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Glowing stereocomplex biopolymers are generating power: polylactide/carbon quantum dot hybrid nanofibers with high piezoresponse and multicolor luminescence

Xu, Yali, Jin, Long, He, Xuebing, Huang, Xi, Xie, Meilin, Wang, Chuanfeng, Zhang, Chaoliang, Yang, Weiqing, Meng, Fanbin, Lu, Jun
Journal of materials chemistry A 2019 v.7 no.4 pp. 1810-1823
biodegradability, biopolymers, biosensors, color, crystals, durability, dynamic load, electric potential difference, electronics, fluorescence, heat tolerance, medical equipment, methylene chloride, nanofibers, photoluminescence, polylactic acid, quantum dots, solvents, spinning, wavelengths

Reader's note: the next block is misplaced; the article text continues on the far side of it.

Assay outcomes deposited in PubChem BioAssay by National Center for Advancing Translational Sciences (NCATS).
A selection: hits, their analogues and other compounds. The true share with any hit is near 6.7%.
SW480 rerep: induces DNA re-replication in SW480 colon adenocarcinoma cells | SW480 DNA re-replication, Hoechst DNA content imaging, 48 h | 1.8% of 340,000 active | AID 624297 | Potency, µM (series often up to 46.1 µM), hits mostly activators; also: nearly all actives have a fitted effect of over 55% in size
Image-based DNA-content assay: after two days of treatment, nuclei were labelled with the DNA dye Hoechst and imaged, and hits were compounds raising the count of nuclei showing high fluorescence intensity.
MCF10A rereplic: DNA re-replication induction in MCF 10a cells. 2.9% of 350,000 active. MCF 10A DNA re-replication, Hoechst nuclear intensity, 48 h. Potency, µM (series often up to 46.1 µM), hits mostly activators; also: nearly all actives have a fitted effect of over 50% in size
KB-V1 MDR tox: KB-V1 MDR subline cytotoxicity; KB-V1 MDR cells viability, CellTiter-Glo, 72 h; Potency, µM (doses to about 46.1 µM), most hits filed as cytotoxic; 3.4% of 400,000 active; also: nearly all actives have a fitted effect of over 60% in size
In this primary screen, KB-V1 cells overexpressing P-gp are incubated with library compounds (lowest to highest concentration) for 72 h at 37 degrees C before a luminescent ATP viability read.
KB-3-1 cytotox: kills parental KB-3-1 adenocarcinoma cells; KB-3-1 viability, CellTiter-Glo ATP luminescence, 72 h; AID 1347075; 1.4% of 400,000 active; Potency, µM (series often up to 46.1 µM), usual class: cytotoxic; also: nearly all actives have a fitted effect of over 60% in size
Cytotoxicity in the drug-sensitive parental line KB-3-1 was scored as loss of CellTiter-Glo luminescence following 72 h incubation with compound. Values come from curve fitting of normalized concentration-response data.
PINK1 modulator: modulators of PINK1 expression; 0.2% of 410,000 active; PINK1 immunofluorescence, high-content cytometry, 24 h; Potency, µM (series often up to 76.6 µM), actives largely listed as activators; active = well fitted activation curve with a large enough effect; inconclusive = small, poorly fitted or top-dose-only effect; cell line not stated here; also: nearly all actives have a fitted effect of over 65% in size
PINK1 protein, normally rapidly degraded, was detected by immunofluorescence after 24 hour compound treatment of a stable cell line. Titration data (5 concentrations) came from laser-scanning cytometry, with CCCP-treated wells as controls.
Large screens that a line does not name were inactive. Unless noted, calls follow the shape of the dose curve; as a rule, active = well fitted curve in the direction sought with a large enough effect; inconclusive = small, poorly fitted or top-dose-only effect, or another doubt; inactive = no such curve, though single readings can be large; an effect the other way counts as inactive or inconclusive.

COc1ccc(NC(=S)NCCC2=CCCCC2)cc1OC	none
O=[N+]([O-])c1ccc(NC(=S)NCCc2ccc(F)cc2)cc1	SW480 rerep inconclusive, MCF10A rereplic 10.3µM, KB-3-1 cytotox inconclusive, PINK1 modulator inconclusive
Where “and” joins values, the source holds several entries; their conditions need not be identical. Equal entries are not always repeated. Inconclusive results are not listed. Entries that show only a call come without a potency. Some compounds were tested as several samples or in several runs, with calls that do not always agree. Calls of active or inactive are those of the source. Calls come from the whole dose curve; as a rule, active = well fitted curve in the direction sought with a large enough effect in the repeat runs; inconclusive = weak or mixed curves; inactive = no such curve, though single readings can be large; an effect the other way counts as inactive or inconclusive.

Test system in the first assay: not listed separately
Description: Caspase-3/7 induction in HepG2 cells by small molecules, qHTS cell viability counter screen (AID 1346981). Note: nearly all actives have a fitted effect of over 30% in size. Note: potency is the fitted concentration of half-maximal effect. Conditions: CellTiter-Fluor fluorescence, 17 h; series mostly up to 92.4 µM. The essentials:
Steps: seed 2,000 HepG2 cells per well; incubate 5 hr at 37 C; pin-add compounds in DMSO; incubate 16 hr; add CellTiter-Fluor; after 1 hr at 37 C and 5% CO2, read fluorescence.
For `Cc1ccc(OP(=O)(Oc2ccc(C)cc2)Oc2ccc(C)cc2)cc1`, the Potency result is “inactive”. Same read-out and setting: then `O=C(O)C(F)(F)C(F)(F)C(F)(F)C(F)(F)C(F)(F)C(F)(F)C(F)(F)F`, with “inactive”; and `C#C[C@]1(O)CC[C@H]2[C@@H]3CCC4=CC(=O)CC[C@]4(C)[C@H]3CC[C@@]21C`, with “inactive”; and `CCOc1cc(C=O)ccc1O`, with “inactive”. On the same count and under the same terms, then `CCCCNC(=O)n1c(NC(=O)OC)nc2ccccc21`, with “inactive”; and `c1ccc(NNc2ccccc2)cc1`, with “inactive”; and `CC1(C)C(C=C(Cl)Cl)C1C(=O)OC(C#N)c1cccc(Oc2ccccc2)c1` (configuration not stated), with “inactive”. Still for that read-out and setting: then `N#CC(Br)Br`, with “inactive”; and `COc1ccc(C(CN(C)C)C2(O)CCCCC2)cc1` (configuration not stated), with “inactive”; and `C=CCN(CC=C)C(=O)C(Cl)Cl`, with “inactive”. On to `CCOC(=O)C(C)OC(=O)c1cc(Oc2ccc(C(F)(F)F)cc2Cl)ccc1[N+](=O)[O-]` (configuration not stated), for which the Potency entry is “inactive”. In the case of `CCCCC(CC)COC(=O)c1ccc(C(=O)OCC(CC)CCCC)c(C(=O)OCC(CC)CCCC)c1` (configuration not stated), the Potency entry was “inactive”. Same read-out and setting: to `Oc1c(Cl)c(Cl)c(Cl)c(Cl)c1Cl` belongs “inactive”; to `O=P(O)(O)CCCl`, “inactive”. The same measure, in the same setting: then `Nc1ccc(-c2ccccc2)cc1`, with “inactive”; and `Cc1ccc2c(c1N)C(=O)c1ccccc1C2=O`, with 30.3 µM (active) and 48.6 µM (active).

We report the design and fabrication of novel biodegradable hybrid polymeric nanofibers with the combined advantages of high shear piezoelectricity, multicolor photoluminescence and simultaneously improved heat resistance. The multifunctional flexible nanofibers, with uniform diameters and smooth surfaces, were fabricated through the electrospinning of poly(d-lactide) (PDLA)/poly(l-lactic acid) (PLLA)/carbon quantum dots (CQDs) with dichloromethane and alcohol as the mixed spinning solvent. The electrospinning at a high voltage enhanced the orientation and formation of stereocomplexed polylactide crystals, and at the same time remarkably suppressed the growth of homocrystallites in the ternary composite nanofibers. With the amplitude and/or frequency increase of stimulated dynamic loads, the electrical outputs of the stereocomplex PDLA/PLLA/CQD nanofibers increased, and the maximum open-circuit voltage and short-circuit current output density achieved were 74.2 V cm⁻³ and 4.9 μA cm⁻³, respectively. Also, the stereocomplexed nanofiber based nanogenerator, during continuous operation of electromechanical conversion, demonstrated good stability and durability as a power source to operate LEDs, and no electrical output decay was observed for more than 10 000 consecutive working cycles. Moreover, the electrospun hybridized nanofibers emitted different fluorescence colors under laser excitation at different wavelengths. The as-developed ecologically friendly bionanofibers may diversify niche applications in future transient electronics and implantable medical devices as self-powered bio-sensors, bio-piezoelectric nanogenerators, and so on.